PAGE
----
Aluminum Chlorohydrate in Aerogel Form
Aluminum chlorohydrate (ACH) aerogel was prepared by precipitating ACH from a solvent system with a precipitating species, and isolating the material under supercritical conditions.
A standard 50% aqueous solution of 5/6 basic ACH was freeze dried according to conventional methods. The freeze dried ACH material was reduced to a fine powder using a mortar and a pestle.
A solvent system of isopropanol/water and denatured ethanol was prepared as follows: 59 ml of 70 vol % isopropanol/30 vol % water was added to 1341 g (1700 ml) of ethanol (200 proof SDA 3, which is made by adding 5 gallons of methanol to 100 gallons of ethanol; chromatographic analysis indicated that traces of other unidentified compounds were also present). Therefore, the ratio of water to alcohol was about 1:100 by volume.
240 grams of the ground ACH material were added to the solvent system which then was stirred for 24 hrs, after which time most of the ACH material had dissolved. The color of the resulting system was white opaque. A thick sludge settled on the bottom of the container after stirring was stopped and the system was allowed to stand for at least 4 hrs. The sludge then was separated and the resulting solution was transparent and slightly opalescent, foaming slightly upon shaking. The concentration of ACH in the solution was 8.6 wt %. The solution density was 0.87 g/ml. The total weight of sludge collected was 49.8 g, 44 wt % of which was ACH.
1.71 of the solution was introduced into a one gallon stainless steel windowed pressure vessel equipped with an inlet line located in the middle of the bottom of the vessel, an outlet line located on the side of the vessel 1/4 of the distance from its top, a pressure gauge, a thermocouple, and a pressure relief valve (1500 psi).
CO2 was selected as a precipitating species and was introduced as a vapor into the system through the inlet line from a 50 lb. cylinder equipped with an eductor tube. The pressure in the cylinder at room temperature was approximately 800 psi, and as the pressure in the vessel was increased to the pressure of the cylinder the solution was kept homogeneous using a magnetic stirrer. At 800 psi, the liquid level in the vessel had increased to 2.8 liters due to CO2 dissolution in the alcohol/water/ACH solution. As the CO2 concentration in the solution increased, ACH precipitated. At 800 to 850 psi, the ACH precipitate began to agglomerate, at which time stirring was stopped. The contents of the vessel appeared solid with a total volume of about 3 liters.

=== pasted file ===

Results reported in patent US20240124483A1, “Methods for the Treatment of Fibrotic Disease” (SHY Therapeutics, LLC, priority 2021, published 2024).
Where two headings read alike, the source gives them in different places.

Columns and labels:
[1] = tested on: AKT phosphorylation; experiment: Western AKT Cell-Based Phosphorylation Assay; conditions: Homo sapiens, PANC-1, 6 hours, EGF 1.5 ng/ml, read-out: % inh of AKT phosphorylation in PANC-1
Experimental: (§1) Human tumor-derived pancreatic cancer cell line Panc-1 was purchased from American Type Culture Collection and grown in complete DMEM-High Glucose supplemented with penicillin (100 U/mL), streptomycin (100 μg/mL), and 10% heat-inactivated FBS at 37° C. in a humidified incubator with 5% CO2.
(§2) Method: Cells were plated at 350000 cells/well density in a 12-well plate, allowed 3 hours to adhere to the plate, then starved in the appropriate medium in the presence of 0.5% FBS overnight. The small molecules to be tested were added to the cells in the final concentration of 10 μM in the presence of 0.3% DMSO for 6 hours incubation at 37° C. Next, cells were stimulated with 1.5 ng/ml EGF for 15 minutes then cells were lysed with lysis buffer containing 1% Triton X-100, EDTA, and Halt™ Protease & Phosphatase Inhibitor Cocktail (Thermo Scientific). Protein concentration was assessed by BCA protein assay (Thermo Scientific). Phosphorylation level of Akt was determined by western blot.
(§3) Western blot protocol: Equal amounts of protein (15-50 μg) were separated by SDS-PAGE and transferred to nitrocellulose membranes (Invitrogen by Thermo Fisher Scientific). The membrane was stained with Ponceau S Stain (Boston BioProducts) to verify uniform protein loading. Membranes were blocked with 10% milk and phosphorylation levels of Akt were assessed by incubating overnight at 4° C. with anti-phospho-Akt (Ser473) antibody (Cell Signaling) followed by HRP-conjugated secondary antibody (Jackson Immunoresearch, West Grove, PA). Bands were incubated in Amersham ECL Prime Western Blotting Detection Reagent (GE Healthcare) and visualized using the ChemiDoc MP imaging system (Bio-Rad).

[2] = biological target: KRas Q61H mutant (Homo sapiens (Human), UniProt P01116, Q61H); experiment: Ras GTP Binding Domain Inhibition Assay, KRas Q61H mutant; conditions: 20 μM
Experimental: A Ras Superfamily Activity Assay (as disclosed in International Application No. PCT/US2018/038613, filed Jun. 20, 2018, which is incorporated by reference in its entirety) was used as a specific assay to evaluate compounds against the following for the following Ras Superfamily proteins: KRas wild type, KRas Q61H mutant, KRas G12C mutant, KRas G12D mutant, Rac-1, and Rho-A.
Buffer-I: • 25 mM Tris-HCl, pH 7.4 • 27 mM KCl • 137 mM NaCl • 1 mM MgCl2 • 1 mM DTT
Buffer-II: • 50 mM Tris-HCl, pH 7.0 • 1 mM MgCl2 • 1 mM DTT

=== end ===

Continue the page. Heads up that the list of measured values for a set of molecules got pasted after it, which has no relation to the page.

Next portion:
Liquid CO2 then was pumped into the vessel through the inlet line using an air driven, double acting Haskel pump, to isolate the material. The pressure was increased to about 950 psi while the temperature was maintained at room temperature. The alcohol/water system was displaced from the material in the vessel by pumping fresh CO2 into the vessel through the inlet line and removing a mixture of CO2, alcohol, and water from the outlet line. The outline was connected to a separator maintained at a pressure of 100 psi and a temperature of between about -2° C. and -15° C. Under these conditions CO2 was vented as a vapor and the alcohol/water solution was collected as a liquid. The average mass flow rate of CO2 during this solvent replacement period was about 35 to 40 g/min. The flow was manually adjusted so that particulates were not carried out with the liquid stream through the outlet line.
The degree of replacement of solvent in the vessel by liquid CO2 was determined by measuring the amount of the solvent system collected via the separator. When the concentration of alcohol/water in the ACH material was about 10-15% by volume, heat was added to the system using a heating ring attached to the bottom cover. Power was set at 20 w. The pressure increased regularly as the temperature increased, and CO2 flow was maintained constant. Solvent system displacement was continued until about 95% of the original solvent system was collected as a liquid. At this point the concentration of ethanol in the ACH material was less than 2%, the temperature in the vessel was close to 104° F. (40° C.) and the pressure was 1200 psi.
The heat input was increased to 450 w. The CO2 inlet stream was closed. The temperature was maintained above 104° F. and the pressure was reduced slowly to atmospheric pressure. The vessel then was opened and dry ACH powder was collected.
The ACH collected had a surface area of 106 m2 /g; a bulk density of 0.36 g/cc (ASTM C493-86); an absolute density of 0.57 g/cc; a percent pore of about 37%; a pore volume of 0.43 cc/g; an average pore size of 322 nm; and a particle size of 0.04 micron-0.08 micron.
Aluminum-Zirconium Chlorohydrate in Aerogel Form
Finely divided aluminum-zirconium chlorohydrate material was prepared by precipitating the material from a solvent system with a precipitating species, displacement of solvent system/precipitating species with an isolating species, and isolation of the material under supercritical conditions.
An aluminum/zirconium stock solution was prepared by diluting with water to 10% a standard 50% ACH solution and heating at about 85° C. for 16-17 hours. A sufficient volume of an aqueous solution of ZrO OH!Cl (complexed with glycine, 1:1) was added to the 10% ACH solution to provide a solution with an Al:Zr ratio of about 3.6. The ZrO OH!Cl solution can be purchased from standard sources or prepared by conventional methods. A sufficient volume of propylene glycol then was added to provide a solution containing about 73% water, about 12% Al/Zr salt, and about 15% propylene glycol. Water then was evaporated to provide a stock solution of Al/Zr material in a solvent system of water and propylene glycol. The stock solution included about 41% Al/Zr salt, about 11% water, and about 48% propylene glycol.
Ethanol/acetone was selected as a precipitating species. 332 g of stock solution were mixed with 675 g of SDA 3 ethanol and 1122 g acetone, whereupon most of the salt precipitated and was centrifuged. After centrifugation, 342 g of centrifugate (a cake containing about 20 wt % salt and the remainder solvent system/precipitating species) were mixed with 1050 g of acetone, and the suspension was centrifuged a second time.